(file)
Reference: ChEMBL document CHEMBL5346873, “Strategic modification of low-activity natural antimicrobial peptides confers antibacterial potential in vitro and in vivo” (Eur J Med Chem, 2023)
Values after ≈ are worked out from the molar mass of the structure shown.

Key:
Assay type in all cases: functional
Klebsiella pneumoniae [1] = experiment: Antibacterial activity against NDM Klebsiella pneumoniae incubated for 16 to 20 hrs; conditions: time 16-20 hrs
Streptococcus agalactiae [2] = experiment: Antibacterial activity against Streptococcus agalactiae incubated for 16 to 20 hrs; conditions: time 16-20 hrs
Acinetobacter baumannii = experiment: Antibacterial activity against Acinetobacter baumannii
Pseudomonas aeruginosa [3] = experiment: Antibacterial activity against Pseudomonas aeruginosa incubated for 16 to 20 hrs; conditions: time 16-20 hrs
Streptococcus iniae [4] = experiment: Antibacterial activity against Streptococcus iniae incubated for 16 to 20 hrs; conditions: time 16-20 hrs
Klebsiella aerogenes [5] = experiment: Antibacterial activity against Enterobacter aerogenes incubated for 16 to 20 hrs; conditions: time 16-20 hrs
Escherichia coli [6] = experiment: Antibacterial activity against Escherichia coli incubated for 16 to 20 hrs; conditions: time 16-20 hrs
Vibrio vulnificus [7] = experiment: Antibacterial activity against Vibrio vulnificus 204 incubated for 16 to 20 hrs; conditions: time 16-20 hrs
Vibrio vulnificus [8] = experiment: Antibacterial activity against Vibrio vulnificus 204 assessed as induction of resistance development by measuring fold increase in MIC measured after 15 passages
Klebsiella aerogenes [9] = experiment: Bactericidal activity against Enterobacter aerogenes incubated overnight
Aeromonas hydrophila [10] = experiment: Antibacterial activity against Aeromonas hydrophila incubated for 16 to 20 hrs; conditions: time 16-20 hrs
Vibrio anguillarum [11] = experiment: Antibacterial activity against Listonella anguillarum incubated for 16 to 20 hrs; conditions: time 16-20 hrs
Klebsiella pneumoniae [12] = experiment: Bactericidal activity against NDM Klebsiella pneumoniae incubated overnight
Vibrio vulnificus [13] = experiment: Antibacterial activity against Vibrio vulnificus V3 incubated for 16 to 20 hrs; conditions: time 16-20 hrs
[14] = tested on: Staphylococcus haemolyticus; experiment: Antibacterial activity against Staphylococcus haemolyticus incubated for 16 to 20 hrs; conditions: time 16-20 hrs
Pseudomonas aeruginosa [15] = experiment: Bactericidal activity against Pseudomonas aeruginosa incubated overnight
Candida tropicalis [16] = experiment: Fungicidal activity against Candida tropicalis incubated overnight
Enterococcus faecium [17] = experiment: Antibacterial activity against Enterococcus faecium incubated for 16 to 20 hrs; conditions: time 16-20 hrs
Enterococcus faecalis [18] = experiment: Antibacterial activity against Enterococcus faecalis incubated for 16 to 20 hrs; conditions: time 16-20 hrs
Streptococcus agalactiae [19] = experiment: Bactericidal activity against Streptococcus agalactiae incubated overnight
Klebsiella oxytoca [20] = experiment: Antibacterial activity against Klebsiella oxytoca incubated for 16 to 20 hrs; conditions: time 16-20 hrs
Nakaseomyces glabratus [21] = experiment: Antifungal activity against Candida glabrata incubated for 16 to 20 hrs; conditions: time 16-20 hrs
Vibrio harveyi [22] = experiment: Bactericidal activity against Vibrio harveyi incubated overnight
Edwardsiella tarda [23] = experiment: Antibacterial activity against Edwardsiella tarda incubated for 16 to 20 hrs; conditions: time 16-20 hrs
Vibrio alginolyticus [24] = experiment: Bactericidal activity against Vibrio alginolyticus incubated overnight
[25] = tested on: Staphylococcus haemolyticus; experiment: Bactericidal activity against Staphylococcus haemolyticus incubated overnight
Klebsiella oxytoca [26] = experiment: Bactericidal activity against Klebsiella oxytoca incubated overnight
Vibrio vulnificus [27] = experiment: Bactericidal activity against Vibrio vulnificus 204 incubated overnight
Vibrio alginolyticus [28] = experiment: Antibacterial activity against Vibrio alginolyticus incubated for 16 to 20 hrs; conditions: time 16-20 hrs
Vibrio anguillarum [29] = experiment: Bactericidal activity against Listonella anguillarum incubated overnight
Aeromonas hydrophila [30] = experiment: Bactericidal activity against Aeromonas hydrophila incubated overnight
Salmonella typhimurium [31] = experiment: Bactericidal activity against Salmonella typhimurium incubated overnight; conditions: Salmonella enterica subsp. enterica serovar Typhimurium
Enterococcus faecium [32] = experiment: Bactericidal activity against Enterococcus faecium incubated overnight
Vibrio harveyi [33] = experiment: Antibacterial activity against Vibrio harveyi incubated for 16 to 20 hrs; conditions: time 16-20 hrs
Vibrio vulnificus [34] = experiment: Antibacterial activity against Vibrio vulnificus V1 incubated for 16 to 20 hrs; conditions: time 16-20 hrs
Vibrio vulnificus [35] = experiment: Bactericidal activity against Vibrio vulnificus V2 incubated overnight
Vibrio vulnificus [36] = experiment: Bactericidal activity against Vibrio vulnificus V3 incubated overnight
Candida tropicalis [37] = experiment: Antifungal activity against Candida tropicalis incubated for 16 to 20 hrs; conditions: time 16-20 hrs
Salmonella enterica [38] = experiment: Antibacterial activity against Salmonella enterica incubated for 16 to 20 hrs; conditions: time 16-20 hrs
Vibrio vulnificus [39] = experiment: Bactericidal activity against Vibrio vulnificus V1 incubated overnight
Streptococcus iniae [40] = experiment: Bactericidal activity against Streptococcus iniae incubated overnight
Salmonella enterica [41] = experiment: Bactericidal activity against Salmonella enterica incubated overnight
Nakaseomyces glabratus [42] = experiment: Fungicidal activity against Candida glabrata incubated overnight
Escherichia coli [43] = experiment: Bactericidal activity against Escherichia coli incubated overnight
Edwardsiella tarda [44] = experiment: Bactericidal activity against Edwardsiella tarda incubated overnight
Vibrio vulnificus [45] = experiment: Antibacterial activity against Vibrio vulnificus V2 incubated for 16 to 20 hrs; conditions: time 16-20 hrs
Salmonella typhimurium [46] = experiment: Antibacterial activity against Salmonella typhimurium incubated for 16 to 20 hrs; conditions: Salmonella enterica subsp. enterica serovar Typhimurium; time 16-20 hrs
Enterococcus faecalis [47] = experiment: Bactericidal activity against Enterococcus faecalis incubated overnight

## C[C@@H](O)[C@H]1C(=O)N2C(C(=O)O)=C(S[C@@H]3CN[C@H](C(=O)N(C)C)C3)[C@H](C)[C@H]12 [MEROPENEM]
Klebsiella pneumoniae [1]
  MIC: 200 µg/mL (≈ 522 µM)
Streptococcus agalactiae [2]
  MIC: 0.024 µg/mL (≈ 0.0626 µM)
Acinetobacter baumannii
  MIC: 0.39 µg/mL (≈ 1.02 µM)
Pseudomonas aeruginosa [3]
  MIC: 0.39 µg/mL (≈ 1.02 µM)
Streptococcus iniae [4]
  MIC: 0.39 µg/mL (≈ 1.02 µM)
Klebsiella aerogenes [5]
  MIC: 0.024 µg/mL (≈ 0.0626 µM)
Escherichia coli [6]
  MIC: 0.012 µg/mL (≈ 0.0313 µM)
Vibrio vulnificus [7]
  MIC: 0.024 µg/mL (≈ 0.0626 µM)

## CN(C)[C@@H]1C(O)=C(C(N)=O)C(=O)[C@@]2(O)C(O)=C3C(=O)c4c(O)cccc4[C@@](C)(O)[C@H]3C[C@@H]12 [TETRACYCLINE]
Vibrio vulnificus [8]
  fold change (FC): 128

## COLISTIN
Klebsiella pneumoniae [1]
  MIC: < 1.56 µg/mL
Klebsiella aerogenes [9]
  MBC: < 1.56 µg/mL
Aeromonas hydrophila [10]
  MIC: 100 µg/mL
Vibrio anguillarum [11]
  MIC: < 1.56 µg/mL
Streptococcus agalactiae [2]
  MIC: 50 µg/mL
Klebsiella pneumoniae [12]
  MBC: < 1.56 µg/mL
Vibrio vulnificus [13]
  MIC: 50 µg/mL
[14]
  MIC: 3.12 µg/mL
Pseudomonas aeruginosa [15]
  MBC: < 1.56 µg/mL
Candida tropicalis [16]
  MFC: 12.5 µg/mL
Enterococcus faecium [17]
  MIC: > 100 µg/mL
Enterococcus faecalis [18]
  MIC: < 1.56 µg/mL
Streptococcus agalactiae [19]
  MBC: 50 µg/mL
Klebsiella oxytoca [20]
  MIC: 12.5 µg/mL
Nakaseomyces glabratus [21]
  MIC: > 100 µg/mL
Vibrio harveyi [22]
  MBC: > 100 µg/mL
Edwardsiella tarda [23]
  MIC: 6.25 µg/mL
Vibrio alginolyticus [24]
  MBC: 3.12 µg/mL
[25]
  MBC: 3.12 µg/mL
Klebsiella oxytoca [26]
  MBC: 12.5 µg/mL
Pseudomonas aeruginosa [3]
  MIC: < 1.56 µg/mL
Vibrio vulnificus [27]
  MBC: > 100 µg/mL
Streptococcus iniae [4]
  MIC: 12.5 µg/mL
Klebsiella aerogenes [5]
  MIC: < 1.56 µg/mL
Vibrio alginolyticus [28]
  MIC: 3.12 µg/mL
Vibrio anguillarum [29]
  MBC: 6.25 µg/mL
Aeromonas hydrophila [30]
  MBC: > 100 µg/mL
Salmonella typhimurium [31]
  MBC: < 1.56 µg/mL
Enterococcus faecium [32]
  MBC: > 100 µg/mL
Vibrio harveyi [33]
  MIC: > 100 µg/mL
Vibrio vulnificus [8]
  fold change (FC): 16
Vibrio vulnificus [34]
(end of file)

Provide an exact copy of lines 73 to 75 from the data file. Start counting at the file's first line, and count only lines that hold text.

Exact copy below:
## COLISTIN
Klebsiella pneumoniae [1]
  MIC: < 1.56 µg/mL